By Travis Fulton, Director of Instruction, TOUR Academies
Before Andrew Loupe could walk off the 18th green on Sunday at the Web.com Tour Championship, he was intercepted by his former LSU teammate, John Peterson. It was then that he realized the magnitude of the 5-foot putt he had just sunk for par. Had he missed it, Andres Gonzales would’ve grabbed the last of 50 PGA TOUR cards available for the 2013-14 season. Instead, it was Loupe who punched the final ticket to the TOUR.
Loupe probably had some inclination that his putt was meaningful, but at the time, I’m sure he was better off knowing it wasn’t one putt for his TOUR card. Such a scenario unfolded a short while earlier on the very same 18th green at TPC Sawgrass’ Dye's Valley Course, when Lee Williams had to sink a 50-foot birdie putt to earn his TOUR card, and did.
There’s no bigger pressure putt in golf than a 5- or 6-footer for your PGA TOUR card, except maybe a similar-length putt to win the Ryder Cup or a major championship. For those of you reading at home, it could be a par putt to break 80 or 90 for the very first time, or to win the club championship. Regardless of the circumstances, here are a few keys to bring these knee-knockers to their knees.
Step 1: Relieve the Tension
It’s only natural to be nervous, and those nerves can lead to clenched hands and tight forearms and wrists. The tighter your hands and arms are, the more difficult it’s going to be to release the putterhead naturally. To remove some of the tension, take several deep breaths in through the nose and out through the mouth. Give yourself some time to decompress. By slowing things down and controlling your breathing, you should perform better when under the gun.
Step 2: Stick to Your Routine
If you have a pre-shot routine, then use it. Now is not the time to veer away from it, or speed through it, just because you’re overanxious. A pre-putt routine can help you in a number of different ways when you’re nervous: 1) it slows you down; 2) it builds a cadence for your brain to follow so that it knows when to pull the trigger (for example, after your final look at the hole); and 3) it gets you to focus on the process of the routine, and not the outcome (i.e., whether you make the putt or miss it). The more you become engrossed in the process, and not the outcome, the more relaxed you’re going to be.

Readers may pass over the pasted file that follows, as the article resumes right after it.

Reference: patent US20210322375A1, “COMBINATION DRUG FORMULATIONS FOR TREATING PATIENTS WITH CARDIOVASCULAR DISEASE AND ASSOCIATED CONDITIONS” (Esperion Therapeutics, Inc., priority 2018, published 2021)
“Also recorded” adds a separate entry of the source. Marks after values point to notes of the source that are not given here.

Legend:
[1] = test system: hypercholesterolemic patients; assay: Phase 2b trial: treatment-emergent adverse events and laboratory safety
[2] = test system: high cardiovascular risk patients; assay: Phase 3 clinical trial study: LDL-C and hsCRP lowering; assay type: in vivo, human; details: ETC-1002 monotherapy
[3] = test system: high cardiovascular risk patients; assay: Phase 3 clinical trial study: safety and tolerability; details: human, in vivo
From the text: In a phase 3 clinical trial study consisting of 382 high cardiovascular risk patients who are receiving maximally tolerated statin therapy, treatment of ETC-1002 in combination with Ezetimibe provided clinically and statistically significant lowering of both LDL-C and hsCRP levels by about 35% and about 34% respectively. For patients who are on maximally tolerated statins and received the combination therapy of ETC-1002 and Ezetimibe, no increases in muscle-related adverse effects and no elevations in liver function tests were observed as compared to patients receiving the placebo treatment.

Step 3: Release the Putterhead
The most common putting mistake you see under pressure is a tendency to guide, or steer, the putterhead through impact. The golfer leads with the heel of the head in an attempt to help it, causing the putterface to stay open and the putt to be pushed to the right. I call it the “Push and Go,” because you start walking as soon as you hit it. You know you’ve missed it immediately.
To sink more of these pressure cookers, like Loupe, you have to allow the putterhead to release. In putting, the release occurs when the putterhead passes the low point of the swing, just below the left/lead wrist. This is usually just forward of the ball. The putterhead comes in, strikes the ball, and then starts to pass the left wrist. To encourage this release, it helps to keep your wrists soft—in particular, the lead wrist. You also want to keep your left elbow in, pointing toward your left hip, throughout the stroke. Golfers who steer it, or hang on, generally lead too much with their left wrist, which causes the left elbow to pull away from the hip.
Travis Fulton is Director of Instruction for all TOURAcademy locations nationwide. For more game-improvement tips from the TOURAcademy instructors, on-the-spot club recommendations and 3D previews of each hole you play, download the TOURCaddie PRO app at www.pgatourcaddie.com.